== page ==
The Wall Street Journal recently ran a piece on what inspires creativity. The secret? Distraction.
Although we live in an age that worships focus—we are always forcing ourselves to concentrate, chugging caffeine—this approach can inhibit the imagination. We might be focused, but we’re probably focused on the wrong answer.
And this is why relaxation helps: It isn’t until we’re soothed in the shower or distracted by the stand-up comic that we’re able to turn the spotlight of attention inward, eavesdropping on all those random associations unfolding in the far reaches of the brain’s right hemisphere. When we need an insight, those associations are often the source of the answer.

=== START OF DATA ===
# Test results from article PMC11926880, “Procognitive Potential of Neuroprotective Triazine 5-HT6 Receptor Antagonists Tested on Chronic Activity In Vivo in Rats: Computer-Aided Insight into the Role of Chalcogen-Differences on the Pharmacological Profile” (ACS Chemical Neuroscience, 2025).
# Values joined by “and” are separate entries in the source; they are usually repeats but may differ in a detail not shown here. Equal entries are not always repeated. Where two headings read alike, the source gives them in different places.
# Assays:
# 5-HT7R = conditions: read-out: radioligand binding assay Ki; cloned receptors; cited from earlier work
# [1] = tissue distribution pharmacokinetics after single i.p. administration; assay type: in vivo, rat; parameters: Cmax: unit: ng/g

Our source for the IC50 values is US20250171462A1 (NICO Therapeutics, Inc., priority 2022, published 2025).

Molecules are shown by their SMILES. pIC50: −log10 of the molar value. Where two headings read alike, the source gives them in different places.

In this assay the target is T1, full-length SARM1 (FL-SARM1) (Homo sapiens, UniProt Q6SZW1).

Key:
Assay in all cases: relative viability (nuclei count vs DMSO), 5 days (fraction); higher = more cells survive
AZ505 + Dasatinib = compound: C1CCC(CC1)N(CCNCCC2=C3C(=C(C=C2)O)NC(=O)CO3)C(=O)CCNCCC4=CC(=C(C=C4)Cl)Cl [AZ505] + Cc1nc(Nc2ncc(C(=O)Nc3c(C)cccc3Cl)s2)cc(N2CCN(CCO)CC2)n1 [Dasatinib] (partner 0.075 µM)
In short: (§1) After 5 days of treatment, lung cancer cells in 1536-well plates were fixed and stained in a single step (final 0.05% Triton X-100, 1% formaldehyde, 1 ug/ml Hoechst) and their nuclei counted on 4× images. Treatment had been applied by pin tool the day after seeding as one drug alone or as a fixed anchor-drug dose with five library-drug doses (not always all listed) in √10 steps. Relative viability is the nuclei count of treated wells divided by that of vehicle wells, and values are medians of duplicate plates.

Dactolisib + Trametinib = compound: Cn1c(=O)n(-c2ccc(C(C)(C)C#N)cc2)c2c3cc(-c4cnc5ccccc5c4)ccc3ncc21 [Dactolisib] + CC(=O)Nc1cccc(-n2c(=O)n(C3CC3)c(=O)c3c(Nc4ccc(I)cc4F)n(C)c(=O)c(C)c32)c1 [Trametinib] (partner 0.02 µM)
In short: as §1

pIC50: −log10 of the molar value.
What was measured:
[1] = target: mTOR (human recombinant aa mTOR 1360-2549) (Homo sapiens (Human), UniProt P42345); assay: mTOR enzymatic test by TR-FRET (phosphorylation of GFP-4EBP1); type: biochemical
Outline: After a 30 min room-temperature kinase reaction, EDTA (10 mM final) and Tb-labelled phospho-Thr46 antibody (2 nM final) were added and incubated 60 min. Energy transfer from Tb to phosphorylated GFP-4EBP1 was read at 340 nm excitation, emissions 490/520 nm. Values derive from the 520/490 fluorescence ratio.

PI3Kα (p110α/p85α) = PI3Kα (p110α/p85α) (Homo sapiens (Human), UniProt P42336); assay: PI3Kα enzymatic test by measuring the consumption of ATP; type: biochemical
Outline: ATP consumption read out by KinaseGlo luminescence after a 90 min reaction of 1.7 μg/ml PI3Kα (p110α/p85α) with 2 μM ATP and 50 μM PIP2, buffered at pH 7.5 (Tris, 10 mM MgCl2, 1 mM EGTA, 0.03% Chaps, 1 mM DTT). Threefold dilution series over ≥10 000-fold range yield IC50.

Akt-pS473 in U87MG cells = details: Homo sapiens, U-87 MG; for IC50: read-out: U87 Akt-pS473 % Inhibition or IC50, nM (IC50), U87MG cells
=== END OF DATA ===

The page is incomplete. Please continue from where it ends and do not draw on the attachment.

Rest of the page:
This research also explains why so many major breakthroughs happen in the unlikeliest of places, whether it’s Archimedes in the bathtub or the physicist Richard Feynman scribbling equations in a strip club, as he was known to do. It reveals the wisdom of Google putting ping-pong tables in the lobby and confirms the practical benefits of daydreaming. As Einstein once declared, “Creativity is the residue of time wasted.”
I’m a human genius, so coming up with ideas isn’t ever really a problem with me (this is all untrue). I actually find that tricking myself into not thinking about whatever I’m supposed to be thinking about with games really helps me get gather my thoughts. So, um, next time you’ve got a deadline, play some Modern Warfare or something. It’ll make you smarter, promise.